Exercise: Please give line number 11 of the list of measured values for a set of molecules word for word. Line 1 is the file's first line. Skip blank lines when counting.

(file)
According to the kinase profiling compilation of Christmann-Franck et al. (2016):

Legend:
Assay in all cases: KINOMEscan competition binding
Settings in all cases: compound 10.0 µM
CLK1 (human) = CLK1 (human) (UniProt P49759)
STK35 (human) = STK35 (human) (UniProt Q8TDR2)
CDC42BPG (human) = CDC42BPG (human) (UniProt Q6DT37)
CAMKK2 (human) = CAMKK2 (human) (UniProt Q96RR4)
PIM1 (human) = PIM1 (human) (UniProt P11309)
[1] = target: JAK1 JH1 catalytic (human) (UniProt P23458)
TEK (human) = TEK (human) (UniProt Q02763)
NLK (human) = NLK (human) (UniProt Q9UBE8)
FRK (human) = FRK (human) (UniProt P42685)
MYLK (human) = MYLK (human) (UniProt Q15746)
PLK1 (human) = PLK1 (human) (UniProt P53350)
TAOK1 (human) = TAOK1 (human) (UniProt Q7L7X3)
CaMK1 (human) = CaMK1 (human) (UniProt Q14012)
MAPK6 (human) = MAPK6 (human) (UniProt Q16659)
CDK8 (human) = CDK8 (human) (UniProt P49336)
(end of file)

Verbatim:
TEK (human) = TEK (human) (UniProt Q02763)